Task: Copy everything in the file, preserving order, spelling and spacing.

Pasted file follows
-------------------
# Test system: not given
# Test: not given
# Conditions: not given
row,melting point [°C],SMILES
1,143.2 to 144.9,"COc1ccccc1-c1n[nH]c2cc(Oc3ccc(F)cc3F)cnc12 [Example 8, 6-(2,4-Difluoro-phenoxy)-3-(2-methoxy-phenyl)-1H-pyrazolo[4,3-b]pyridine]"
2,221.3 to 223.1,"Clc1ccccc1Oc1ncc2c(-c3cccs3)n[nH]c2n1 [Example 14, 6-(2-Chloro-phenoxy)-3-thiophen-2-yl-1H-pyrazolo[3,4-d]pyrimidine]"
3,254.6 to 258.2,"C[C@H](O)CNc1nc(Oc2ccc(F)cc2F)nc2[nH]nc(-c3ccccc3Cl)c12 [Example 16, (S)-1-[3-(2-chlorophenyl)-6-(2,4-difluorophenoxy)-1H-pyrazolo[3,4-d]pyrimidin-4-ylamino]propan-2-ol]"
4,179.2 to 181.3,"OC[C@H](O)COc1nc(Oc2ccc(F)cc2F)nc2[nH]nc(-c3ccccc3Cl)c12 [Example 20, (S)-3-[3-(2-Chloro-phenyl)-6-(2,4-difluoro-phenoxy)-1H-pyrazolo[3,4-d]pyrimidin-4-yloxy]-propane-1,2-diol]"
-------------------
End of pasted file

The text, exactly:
# Test system: not given
# Test: not given
# Conditions: not given
row,melting point [°C],SMILES
1,143.2 to 144.9,"COc1ccccc1-c1n[nH]c2cc(Oc3ccc(F)cc3F)cnc12 [Example 8, 6-(2,4-Difluoro-phenoxy)-3-(2-methoxy-phenyl)-1H-pyrazolo[4,3-b]pyridine]"
2,221.3 to 223.1,"Clc1ccccc1Oc1ncc2c(-c3cccs3)n[nH]c2n1 [Example 14, 6-(2-Chloro-phenoxy)-3-thiophen-2-yl-1H-pyrazolo[3,4-d]pyrimidine]"
3,254.6 to 258.2,"C[C@H](O)CNc1nc(Oc2ccc(F)cc2F)nc2[nH]nc(-c3ccccc3Cl)c12 [Example 16, (S)-1-[3-(2-chlorophenyl)-6-(2,4-difluorophenoxy)-1H-pyrazolo[3,4-d]pyrimidin-4-ylamino]propan-2-ol]"
4,179.2 to 181.3,"OC[C@H](O)COc1nc(Oc2ccc(F)cc2F)nc2[nH]nc(-c3ccccc3Cl)c12 [Example 20, (S)-3-[3-(2-Chloro-phenyl)-6-(2,4-difluoro-phenoxy)-1H-pyrazolo[3,4-d]pyrimidin-4-yloxy]-propane-1,2-diol]"